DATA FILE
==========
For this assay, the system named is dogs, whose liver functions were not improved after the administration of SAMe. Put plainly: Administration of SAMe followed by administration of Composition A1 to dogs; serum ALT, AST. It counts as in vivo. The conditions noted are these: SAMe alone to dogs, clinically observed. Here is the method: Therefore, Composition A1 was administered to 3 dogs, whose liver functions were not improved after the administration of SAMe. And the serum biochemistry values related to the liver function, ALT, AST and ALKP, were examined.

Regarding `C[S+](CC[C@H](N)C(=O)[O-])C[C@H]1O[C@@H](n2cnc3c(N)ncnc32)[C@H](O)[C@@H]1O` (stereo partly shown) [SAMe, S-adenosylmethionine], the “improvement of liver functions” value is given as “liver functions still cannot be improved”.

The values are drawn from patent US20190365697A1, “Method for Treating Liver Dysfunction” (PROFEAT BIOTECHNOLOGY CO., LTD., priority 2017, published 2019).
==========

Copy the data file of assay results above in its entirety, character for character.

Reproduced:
For this assay, the system named is dogs, whose liver functions were not improved after the administration of SAMe. Put plainly: Administration of SAMe followed by administration of Composition A1 to dogs; serum ALT, AST. It counts as in vivo. The conditions noted are these: SAMe alone to dogs, clinically observed. Here is the method: Therefore, Composition A1 was administered to 3 dogs, whose liver functions were not improved after the administration of SAMe. And the serum biochemistry values related to the liver function, ALT, AST and ALKP, were examined.

Regarding `C[S+](CC[C@H](N)C(=O)[O-])C[C@H]1O[C@@H](n2cnc3c(N)ncnc32)[C@H](O)[C@@H]1O` (stereo partly shown) [SAMe, S-adenosylmethionine], the “improvement of liver functions” value is given as “liver functions still cannot be improved”.

The values are drawn from patent US20190365697A1, “Method for Treating Liver Dysfunction” (PROFEAT BIOTECHNOLOGY CO., LTD., priority 2017, published 2019).